The really nice thing about kbd is that what you type there is the same string that Emacs displays. So, try the following

C-h k M-<\delete>       (to use your syntax)


M-x describe-key M-<\delete>

Emacs (for me) responds with:

M-DEL (translated from <M-delete>) runs the command backward-kill-word, which is an interactive compiled Lisp function in `simple.el'.

It is bound to , M-DEL.

(backward-kill-word arg)


Which you can see shows that the representation for the key you want is M-DEL or M-delete.

Which is a long way of getting to the point that what you want is

(global-set-key (kbd "M-delete") 'backward-kill-word)

Of course, if you have something in your .emacs that overrides it, the above won't help. You'll need to find that included library and stop using it (or customize its behavior).

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Hi and thanks, M-x describe-key and C-h k M-del gives me maps to C-M-d for "down-list": C-M-d (translated from <escape> <delete>) runs the command down-list which is an interactive compiled Lisp function in `lisp.el'. It is bound to <C-M-down>, C-M-d, ESC <C-down>. (down-list &optional arg) Move forward down one level of parentheses. With arg, do this that many times. A negative argument means move backward but still go down a level. - I didn't override it, and I think that you are right since when I try to override other functions I get errors. So how can I find the included library? – Vass Aug 22 '10 at 17:04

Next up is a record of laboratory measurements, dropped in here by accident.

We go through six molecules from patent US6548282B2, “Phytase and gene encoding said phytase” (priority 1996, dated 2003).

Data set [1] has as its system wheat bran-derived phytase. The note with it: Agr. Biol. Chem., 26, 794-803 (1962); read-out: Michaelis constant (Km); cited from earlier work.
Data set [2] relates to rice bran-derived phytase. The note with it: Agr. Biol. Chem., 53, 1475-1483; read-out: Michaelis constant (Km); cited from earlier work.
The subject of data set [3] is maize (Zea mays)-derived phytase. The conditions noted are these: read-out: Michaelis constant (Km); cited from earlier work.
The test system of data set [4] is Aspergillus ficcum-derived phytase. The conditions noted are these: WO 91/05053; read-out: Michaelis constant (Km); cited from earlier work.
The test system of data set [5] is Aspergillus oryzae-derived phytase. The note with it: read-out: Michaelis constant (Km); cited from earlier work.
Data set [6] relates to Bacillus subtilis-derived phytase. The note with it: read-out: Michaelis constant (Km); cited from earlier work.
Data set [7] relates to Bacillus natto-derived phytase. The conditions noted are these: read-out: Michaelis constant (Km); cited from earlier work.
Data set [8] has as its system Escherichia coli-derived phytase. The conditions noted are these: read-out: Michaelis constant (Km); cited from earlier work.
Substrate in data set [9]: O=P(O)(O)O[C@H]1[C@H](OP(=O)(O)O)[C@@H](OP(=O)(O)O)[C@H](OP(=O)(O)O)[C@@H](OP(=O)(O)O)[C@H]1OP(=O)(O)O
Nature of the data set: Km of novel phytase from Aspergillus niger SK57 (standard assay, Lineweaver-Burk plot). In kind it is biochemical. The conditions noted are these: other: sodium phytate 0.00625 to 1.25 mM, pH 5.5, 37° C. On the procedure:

I looked everywhere I could find emacs .el files and no where did I find a library... – Vass Aug 22 '10 at 17:51

You might want to call global-set-key interactively to see how it interprets meta-delete. Also try local-set-key to ensure the strange binding is not mode-specific.

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trying local-set-key as well does not work – Vass Aug 22 '10 at 17:38
Is this happening only for meta-delete or other key sequences as well? Try starting emacs as <emacs> --no-site-file --no-init-file. First check if meta-delete works as expected. If it does, drop each option in turn to identify the init file that causes this. I wonder if that will help, since you are even able to set key locally, but its worth a try. – Miserable Variable Aug 23 '10 at 8:54
thanks for the reply comment, above Gilles has the answer which is very insightful! – Vass Aug 23 '10 at 11:12

After not being able to find the library holding the conflict I found this webpage

Changing Key Bindings Interactively...

`M-x global-set-key KEY CMD ' Define KEY globally to run CMD....

Normally, C-z' is bound to the function suspend-emacs' (when not using the X Window System), but you can change C-z' to invoke an interactive subshell within Emacs, by binding it toshell' as follows:

 M-x global-set-key <RET> C-z shell <RET>

`global-set-key' reads the command name after the key. After you press the key, a message like this appears so that you can confirm that you are binding the key you want:

 Set key C-z to command:...

And now the standard default is returned to by doing

M-x global-set-key M-del ...

backward-kill-word But this is transient and must be done on each reload, any way to make this permanent? Putting a command into the init.el is not overriding the other effect